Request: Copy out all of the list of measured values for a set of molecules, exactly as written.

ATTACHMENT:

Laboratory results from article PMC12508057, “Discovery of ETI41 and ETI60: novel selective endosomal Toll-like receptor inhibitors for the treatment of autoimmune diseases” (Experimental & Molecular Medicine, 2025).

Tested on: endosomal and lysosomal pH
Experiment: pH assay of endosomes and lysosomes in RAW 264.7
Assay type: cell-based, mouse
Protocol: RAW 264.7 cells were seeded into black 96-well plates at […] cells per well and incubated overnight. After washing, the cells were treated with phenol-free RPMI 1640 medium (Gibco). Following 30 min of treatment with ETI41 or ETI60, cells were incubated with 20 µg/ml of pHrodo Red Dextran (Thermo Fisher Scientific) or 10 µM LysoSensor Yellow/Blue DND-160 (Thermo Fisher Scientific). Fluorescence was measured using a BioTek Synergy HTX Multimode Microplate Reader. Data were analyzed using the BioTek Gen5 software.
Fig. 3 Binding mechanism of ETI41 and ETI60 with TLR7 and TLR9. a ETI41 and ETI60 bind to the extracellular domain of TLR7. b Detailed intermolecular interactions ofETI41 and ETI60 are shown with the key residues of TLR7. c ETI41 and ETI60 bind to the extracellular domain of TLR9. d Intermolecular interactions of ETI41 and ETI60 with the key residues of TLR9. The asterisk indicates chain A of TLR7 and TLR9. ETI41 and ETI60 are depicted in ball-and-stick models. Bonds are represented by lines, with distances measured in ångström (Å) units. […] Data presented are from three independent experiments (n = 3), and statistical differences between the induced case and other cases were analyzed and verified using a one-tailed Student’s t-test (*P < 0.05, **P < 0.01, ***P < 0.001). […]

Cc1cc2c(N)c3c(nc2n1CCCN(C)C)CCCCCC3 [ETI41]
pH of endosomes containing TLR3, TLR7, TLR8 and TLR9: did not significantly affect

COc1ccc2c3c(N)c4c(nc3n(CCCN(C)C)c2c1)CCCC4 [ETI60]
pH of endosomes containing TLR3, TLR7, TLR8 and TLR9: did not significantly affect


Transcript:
Laboratory results from article PMC12508057, “Discovery of ETI41 and ETI60: novel selective endosomal Toll-like receptor inhibitors for the treatment of autoimmune diseases” (Experimental & Molecular Medicine, 2025).

Tested on: endosomal and lysosomal pH
Experiment: pH assay of endosomes and lysosomes in RAW 264.7
Assay type: cell-based, mouse
Protocol: RAW 264.7 cells were seeded into black 96-well plates at […] cells per well and incubated overnight. After washing, the cells were treated with phenol-free RPMI 1640 medium (Gibco). Following 30 min of treatment with ETI41 or ETI60, cells were incubated with 20 µg/ml of pHrodo Red Dextran (Thermo Fisher Scientific) or 10 µM LysoSensor Yellow/Blue DND-160 (Thermo Fisher Scientific). Fluorescence was measured using a BioTek Synergy HTX Multimode Microplate Reader. Data were analyzed using the BioTek Gen5 software.
Fig. 3 Binding mechanism of ETI41 and ETI60 with TLR7 and TLR9. a ETI41 and ETI60 bind to the extracellular domain of TLR7. b Detailed intermolecular interactions ofETI41 and ETI60 are shown with the key residues of TLR7. c ETI41 and ETI60 bind to the extracellular domain of TLR9. d Intermolecular interactions of ETI41 and ETI60 with the key residues of TLR9. The asterisk indicates chain A of TLR7 and TLR9. ETI41 and ETI60 are depicted in ball-and-stick models. Bonds are represented by lines, with distances measured in ångström (Å) units. […] Data presented are from three independent experiments (n = 3), and statistical differences between the induced case and other cases were analyzed and verified using a one-tailed Student’s t-test (*P < 0.05, **P < 0.01, ***P < 0.001). […]

Cc1cc2c(N)c3c(nc2n1CCCN(C)C)CCCCCC3 [ETI41]
pH of endosomes containing TLR3, TLR7, TLR8 and TLR9: did not significantly affect

COc1ccc2c3c(N)c4c(nc3n(CCCN(C)C)c2c1)CCCC4 [ETI60]
pH of endosomes containing TLR3, TLR7, TLR8 and TLR9: did not significantly affect